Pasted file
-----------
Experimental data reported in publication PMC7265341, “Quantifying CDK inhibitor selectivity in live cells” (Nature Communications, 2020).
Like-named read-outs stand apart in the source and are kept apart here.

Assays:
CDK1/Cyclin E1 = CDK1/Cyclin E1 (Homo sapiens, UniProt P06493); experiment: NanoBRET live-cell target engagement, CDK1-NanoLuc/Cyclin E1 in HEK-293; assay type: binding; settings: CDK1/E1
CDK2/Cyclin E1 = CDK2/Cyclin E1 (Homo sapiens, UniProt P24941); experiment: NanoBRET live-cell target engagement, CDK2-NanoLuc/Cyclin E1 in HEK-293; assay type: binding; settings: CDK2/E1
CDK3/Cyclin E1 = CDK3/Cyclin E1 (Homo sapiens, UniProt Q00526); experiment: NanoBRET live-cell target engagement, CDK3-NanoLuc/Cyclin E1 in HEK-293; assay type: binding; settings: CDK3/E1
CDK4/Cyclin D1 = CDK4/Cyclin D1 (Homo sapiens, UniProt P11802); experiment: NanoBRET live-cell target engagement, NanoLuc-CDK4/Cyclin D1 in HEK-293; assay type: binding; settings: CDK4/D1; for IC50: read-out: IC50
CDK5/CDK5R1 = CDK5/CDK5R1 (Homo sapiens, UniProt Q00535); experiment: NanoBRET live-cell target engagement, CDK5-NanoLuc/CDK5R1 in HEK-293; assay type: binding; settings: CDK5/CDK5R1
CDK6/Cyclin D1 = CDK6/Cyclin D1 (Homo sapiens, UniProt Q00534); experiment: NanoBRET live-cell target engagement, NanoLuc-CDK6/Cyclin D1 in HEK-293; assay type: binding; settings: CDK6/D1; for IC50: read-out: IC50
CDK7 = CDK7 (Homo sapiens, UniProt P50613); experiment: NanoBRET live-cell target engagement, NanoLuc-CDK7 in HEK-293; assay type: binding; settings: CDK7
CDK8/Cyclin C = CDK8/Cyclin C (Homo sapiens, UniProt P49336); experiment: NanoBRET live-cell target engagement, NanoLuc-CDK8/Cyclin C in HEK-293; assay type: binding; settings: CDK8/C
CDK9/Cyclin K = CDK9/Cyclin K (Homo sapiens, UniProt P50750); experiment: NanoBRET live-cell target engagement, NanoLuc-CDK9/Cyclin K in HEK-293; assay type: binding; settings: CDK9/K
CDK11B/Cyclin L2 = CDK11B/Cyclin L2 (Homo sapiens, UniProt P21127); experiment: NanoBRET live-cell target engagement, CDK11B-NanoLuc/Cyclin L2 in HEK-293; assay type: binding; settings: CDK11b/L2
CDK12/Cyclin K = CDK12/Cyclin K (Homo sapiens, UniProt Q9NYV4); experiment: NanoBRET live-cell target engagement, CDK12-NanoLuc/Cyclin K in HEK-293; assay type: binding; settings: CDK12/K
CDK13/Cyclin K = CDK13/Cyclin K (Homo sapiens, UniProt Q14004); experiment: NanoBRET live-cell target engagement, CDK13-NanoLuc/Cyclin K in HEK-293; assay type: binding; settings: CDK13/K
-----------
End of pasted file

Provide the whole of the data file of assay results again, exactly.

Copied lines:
Experimental data reported in publication PMC7265341, “Quantifying CDK inhibitor selectivity in live cells” (Nature Communications, 2020).
Like-named read-outs stand apart in the source and are kept apart here.

Assays:
CDK1/Cyclin E1 = CDK1/Cyclin E1 (Homo sapiens, UniProt P06493); experiment: NanoBRET live-cell target engagement, CDK1-NanoLuc/Cyclin E1 in HEK-293; assay type: binding; settings: CDK1/E1
CDK2/Cyclin E1 = CDK2/Cyclin E1 (Homo sapiens, UniProt P24941); experiment: NanoBRET live-cell target engagement, CDK2-NanoLuc/Cyclin E1 in HEK-293; assay type: binding; settings: CDK2/E1
CDK3/Cyclin E1 = CDK3/Cyclin E1 (Homo sapiens, UniProt Q00526); experiment: NanoBRET live-cell target engagement, CDK3-NanoLuc/Cyclin E1 in HEK-293; assay type: binding; settings: CDK3/E1
CDK4/Cyclin D1 = CDK4/Cyclin D1 (Homo sapiens, UniProt P11802); experiment: NanoBRET live-cell target engagement, NanoLuc-CDK4/Cyclin D1 in HEK-293; assay type: binding; settings: CDK4/D1; for IC50: read-out: IC50
CDK5/CDK5R1 = CDK5/CDK5R1 (Homo sapiens, UniProt Q00535); experiment: NanoBRET live-cell target engagement, CDK5-NanoLuc/CDK5R1 in HEK-293; assay type: binding; settings: CDK5/CDK5R1
CDK6/Cyclin D1 = CDK6/Cyclin D1 (Homo sapiens, UniProt Q00534); experiment: NanoBRET live-cell target engagement, NanoLuc-CDK6/Cyclin D1 in HEK-293; assay type: binding; settings: CDK6/D1; for IC50: read-out: IC50
CDK7 = CDK7 (Homo sapiens, UniProt P50613); experiment: NanoBRET live-cell target engagement, NanoLuc-CDK7 in HEK-293; assay type: binding; settings: CDK7
CDK8/Cyclin C = CDK8/Cyclin C (Homo sapiens, UniProt P49336); experiment: NanoBRET live-cell target engagement, NanoLuc-CDK8/Cyclin C in HEK-293; assay type: binding; settings: CDK8/C
CDK9/Cyclin K = CDK9/Cyclin K (Homo sapiens, UniProt P50750); experiment: NanoBRET live-cell target engagement, NanoLuc-CDK9/Cyclin K in HEK-293; assay type: binding; settings: CDK9/K
CDK11B/Cyclin L2 = CDK11B/Cyclin L2 (Homo sapiens, UniProt P21127); experiment: NanoBRET live-cell target engagement, CDK11B-NanoLuc/Cyclin L2 in HEK-293; assay type: binding; settings: CDK11b/L2
CDK12/Cyclin K = CDK12/Cyclin K (Homo sapiens, UniProt Q9NYV4); experiment: NanoBRET live-cell target engagement, CDK12-NanoLuc/Cyclin K in HEK-293; assay type: binding; settings: CDK12/K
CDK13/Cyclin K = CDK13/Cyclin K (Homo sapiens, UniProt Q14004); experiment: NanoBRET live-cell target engagement, CDK13-NanoLuc/Cyclin K in HEK-293; assay type: binding; settings: CDK13/K